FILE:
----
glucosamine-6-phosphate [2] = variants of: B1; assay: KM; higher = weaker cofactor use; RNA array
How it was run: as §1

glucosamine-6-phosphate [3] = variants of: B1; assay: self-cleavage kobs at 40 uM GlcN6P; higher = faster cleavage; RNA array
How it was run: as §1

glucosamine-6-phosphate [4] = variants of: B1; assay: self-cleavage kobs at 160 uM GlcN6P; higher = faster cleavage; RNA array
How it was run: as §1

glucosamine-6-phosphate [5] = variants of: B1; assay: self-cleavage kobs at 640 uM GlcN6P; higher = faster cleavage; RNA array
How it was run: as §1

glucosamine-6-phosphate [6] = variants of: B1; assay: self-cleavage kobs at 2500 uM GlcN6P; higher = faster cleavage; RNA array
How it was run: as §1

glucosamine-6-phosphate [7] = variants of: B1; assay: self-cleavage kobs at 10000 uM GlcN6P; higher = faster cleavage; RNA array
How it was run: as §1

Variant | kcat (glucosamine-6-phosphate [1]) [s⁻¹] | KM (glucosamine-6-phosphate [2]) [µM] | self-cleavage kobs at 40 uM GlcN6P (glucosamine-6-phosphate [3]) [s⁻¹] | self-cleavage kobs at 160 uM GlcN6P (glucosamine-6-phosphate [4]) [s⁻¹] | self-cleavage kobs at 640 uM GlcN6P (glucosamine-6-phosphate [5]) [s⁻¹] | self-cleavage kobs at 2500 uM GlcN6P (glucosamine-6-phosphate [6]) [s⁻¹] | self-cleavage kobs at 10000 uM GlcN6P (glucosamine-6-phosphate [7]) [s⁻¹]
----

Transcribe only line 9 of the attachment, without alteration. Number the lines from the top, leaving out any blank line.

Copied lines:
glucosamine-6-phosphate [6] = variants of: B1; assay: self-cleavage kobs at 2500 uM GlcN6P; higher = faster cleavage; RNA array